Sanctions barring EU firms from providing Crimea with energy technology were said to have been ignored by Russia.
German industrial conglomorate Siemens has threatened legal action against Moscow after it was revealed that two of the company’s gas turbines had been transported from Russia to Crimea,
Despite sanctions barring EU firms from providing the disputed peninsula with energy technology, Russia is trying to push on with its $1.3 billion dollar plan to build two new power plants in the annexed territory.
Siemens insisted that it was unaware that two of the four turbines it delivered for a project in Russia were destined for Crimea, and that it would press criminal charges against those responsible for diverting them.
“Siemens has received information from reliable sources that at least two of the four gas turbine sets, which were delivered for the project in Taman, Southern Russia, have been moved to Crimea against our will,” the company said in a statement.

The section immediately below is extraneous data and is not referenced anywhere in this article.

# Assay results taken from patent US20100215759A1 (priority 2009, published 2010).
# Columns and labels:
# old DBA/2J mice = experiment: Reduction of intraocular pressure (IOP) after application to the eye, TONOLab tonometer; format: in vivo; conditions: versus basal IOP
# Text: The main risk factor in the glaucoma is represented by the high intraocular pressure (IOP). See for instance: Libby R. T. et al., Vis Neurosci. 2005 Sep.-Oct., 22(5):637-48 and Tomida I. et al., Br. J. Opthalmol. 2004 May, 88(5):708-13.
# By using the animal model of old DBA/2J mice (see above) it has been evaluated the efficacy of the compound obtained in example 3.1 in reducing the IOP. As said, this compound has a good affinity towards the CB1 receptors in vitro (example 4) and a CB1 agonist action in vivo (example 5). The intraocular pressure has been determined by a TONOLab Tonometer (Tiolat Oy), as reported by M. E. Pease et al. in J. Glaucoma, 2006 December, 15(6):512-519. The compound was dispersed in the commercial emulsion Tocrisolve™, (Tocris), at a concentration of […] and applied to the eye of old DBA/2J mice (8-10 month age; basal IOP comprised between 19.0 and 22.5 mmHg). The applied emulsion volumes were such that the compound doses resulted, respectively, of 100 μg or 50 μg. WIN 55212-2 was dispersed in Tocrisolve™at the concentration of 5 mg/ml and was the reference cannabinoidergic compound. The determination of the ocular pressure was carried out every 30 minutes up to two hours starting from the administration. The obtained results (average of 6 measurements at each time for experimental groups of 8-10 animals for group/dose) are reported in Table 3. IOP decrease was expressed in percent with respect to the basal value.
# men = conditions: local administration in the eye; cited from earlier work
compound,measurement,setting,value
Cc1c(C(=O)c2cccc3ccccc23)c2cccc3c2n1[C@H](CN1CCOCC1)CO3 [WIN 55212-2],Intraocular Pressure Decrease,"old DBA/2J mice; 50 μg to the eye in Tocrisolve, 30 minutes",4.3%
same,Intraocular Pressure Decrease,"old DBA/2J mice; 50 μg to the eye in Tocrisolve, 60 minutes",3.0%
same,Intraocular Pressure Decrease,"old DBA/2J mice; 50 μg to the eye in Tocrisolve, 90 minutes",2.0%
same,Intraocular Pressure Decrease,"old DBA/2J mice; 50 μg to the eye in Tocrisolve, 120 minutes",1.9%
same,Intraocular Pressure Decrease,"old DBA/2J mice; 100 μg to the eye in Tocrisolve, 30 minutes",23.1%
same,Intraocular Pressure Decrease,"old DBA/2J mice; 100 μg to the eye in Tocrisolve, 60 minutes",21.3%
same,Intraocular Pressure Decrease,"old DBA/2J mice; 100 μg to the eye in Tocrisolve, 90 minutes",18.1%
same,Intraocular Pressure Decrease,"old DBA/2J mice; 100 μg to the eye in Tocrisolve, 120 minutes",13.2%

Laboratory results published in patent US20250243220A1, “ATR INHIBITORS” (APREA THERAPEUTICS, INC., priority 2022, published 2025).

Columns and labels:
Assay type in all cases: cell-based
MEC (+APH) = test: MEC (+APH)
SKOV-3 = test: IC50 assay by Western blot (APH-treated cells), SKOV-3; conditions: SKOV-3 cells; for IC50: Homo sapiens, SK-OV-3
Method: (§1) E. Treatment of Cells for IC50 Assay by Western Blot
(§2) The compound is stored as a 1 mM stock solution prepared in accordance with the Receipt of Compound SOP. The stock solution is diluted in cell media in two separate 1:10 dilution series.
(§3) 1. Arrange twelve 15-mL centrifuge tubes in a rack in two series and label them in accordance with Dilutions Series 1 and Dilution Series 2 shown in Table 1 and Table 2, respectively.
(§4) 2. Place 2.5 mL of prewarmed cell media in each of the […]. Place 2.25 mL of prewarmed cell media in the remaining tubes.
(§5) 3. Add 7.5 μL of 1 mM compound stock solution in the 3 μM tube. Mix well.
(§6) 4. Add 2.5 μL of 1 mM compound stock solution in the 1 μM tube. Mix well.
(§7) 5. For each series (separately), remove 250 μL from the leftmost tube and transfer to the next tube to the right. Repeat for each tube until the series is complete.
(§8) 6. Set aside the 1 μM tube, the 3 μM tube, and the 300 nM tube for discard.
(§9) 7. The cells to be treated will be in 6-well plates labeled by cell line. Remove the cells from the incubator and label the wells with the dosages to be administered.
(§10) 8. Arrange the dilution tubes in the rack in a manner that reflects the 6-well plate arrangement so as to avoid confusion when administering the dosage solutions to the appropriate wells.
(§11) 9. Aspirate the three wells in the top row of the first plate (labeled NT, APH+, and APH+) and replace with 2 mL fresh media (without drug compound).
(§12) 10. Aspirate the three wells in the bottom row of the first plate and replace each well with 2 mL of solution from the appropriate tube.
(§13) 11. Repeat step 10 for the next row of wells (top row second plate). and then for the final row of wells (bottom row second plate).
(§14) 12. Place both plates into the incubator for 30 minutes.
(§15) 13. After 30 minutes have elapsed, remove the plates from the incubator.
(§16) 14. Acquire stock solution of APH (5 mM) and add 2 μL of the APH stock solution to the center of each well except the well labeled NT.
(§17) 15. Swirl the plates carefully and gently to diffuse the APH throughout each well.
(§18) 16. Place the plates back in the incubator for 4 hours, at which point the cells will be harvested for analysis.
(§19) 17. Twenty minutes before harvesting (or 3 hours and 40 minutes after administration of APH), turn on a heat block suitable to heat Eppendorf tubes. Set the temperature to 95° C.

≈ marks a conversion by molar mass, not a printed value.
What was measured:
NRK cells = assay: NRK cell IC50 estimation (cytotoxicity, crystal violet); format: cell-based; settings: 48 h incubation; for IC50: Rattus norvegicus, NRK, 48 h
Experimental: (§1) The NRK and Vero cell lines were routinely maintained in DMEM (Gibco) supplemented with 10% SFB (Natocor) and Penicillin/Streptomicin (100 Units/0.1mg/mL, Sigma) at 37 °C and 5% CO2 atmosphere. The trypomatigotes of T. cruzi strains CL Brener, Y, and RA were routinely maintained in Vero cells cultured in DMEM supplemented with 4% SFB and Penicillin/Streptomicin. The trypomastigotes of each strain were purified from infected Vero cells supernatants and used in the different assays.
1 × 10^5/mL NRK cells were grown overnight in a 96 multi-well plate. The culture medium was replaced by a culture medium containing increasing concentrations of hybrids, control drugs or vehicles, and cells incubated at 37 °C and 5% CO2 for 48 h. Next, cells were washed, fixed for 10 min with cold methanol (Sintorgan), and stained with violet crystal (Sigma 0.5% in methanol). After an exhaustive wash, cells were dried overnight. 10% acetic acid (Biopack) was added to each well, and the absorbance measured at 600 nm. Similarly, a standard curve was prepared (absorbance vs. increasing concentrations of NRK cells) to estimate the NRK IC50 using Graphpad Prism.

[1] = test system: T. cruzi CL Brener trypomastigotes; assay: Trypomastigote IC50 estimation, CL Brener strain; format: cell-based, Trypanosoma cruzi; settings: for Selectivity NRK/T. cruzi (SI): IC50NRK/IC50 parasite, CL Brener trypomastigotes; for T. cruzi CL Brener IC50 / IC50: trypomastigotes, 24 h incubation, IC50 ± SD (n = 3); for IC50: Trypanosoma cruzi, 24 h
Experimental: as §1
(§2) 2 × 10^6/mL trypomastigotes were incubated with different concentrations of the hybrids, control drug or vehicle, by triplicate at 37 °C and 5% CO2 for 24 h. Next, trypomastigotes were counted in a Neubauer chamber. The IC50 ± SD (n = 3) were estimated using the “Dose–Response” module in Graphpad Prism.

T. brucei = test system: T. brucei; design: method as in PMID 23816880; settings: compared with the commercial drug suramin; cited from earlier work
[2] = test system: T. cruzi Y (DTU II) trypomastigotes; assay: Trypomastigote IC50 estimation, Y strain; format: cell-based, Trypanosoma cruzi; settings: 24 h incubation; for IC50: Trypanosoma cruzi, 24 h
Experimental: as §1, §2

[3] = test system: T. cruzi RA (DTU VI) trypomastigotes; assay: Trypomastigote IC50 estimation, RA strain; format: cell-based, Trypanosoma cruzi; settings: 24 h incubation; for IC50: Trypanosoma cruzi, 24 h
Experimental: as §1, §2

“Over the last few months, our customer has confirmed to us numerous times in writing that a delivery to Crimea would not occur. As a consequence, Siemens will initiate criminal charges against the responsible individuals.”
Russian President Vladimir Putin has vowed make good on Moscow’s plan to supply Crimea’s residents with the power they once got from Ukraine.
The Kremlin responded to the accusations, saying that the turbines had been built in Russia using Russian components.